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Old 12-26-2015, 08:46 PM   #18
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and also because of your comment of charging the batteries in a continuous loop. Even if you left the converter on, it doesn't work that way to charge the batteries.
Not sure what you mean here. If you are inverting battery power to 110V and feeding back through the shore power cord, you would be powering the converter (if not turned off as the OP stated) which would be trying to charge your batteries with your batteries, which is waste of battery power.
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Old 12-26-2015, 08:59 PM   #19
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My point was you can't hook a converter to the battery/inverter (by plugging the shore cable to it) and have it charge the batteries in what the OP referred to as 'continuous loop'. I don't believe an endless power source has been invented yet.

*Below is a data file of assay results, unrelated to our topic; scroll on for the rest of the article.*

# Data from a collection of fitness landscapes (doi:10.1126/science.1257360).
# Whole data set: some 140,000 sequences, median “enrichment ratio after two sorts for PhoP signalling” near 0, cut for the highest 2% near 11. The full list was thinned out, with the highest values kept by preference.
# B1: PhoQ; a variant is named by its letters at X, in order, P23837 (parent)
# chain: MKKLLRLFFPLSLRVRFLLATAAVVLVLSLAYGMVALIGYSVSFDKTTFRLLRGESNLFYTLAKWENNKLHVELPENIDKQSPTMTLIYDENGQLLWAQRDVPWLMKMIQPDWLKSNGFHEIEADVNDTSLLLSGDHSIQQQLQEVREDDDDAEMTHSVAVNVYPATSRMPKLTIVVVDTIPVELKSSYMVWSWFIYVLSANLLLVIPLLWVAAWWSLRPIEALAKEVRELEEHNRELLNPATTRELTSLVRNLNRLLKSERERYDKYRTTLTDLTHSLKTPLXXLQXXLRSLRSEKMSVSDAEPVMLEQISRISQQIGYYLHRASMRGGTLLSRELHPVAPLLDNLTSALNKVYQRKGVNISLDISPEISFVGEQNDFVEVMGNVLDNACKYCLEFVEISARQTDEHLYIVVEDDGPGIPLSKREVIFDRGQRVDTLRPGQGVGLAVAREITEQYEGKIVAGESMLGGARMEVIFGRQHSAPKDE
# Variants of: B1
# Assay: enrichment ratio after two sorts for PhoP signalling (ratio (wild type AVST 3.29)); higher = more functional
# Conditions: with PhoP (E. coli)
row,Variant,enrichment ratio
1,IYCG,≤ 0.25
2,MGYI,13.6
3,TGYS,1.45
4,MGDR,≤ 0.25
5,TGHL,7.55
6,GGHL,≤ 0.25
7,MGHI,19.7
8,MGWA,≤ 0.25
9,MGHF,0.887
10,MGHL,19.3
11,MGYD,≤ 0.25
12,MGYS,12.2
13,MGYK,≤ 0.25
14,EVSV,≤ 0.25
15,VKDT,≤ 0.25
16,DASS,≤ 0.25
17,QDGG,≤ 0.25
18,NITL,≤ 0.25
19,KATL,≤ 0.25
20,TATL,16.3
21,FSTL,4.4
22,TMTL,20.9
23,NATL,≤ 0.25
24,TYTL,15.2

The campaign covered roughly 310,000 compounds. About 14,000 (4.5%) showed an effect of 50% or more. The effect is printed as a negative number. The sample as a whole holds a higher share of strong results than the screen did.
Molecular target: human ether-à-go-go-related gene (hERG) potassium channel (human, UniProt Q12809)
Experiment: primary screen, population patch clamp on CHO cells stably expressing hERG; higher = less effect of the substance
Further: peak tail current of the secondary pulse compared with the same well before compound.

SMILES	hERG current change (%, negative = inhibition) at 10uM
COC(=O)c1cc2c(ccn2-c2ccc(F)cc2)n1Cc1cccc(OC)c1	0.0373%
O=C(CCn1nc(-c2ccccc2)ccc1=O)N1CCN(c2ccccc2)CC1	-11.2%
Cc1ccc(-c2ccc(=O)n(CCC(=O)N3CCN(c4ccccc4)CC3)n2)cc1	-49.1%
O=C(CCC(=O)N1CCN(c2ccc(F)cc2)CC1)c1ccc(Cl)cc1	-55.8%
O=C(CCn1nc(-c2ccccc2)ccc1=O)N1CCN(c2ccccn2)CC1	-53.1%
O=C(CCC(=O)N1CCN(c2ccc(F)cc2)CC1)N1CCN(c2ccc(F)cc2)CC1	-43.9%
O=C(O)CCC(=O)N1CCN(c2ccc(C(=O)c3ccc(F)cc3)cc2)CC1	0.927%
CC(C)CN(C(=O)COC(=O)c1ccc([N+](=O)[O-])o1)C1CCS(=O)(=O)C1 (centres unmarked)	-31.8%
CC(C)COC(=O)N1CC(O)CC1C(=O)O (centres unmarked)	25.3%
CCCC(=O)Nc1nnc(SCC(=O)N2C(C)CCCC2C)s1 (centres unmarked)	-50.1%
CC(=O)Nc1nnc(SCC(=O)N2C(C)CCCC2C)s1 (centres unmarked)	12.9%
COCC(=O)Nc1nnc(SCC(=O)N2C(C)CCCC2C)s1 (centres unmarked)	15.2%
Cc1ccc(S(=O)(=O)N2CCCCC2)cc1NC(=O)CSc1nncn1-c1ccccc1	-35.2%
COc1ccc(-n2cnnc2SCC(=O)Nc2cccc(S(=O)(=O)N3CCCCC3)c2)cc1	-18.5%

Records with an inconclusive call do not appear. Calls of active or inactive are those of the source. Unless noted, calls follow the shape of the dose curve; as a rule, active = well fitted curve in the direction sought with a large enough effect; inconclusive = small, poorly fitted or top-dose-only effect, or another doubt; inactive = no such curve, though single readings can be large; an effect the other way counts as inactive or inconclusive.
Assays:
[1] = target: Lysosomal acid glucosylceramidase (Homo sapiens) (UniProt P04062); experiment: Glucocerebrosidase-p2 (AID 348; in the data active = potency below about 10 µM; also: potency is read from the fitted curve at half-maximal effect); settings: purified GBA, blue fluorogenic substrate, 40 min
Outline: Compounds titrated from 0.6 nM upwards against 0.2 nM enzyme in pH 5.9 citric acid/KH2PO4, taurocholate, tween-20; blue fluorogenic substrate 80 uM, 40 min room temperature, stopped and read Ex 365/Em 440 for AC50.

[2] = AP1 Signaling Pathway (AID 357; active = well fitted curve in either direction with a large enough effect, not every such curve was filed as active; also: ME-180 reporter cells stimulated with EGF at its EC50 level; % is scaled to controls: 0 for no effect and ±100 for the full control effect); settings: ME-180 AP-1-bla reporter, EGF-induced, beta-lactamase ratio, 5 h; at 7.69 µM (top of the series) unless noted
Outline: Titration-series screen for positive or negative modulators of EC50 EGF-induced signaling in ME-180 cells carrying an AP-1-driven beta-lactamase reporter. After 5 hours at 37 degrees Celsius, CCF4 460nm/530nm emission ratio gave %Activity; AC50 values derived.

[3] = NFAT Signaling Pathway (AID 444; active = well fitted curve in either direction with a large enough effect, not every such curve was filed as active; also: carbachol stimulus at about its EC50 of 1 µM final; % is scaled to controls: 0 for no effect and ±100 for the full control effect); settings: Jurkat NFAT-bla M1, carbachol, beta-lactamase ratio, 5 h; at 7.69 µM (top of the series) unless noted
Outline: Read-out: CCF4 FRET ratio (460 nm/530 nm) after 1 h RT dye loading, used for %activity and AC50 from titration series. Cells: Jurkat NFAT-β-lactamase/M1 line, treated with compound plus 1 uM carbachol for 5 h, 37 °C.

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Old 12-26-2015, 09:25 PM   #20
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My point was you can't hook a converter to the battery/inverter (by plugging the shore cable to it) and have it charge the batteries in what the OP referred to as 'continuous loop'. I don't believe an endless power source has been invented yet.
converter will be shut off, batteries will be charged via solar panel, generator on cloudy days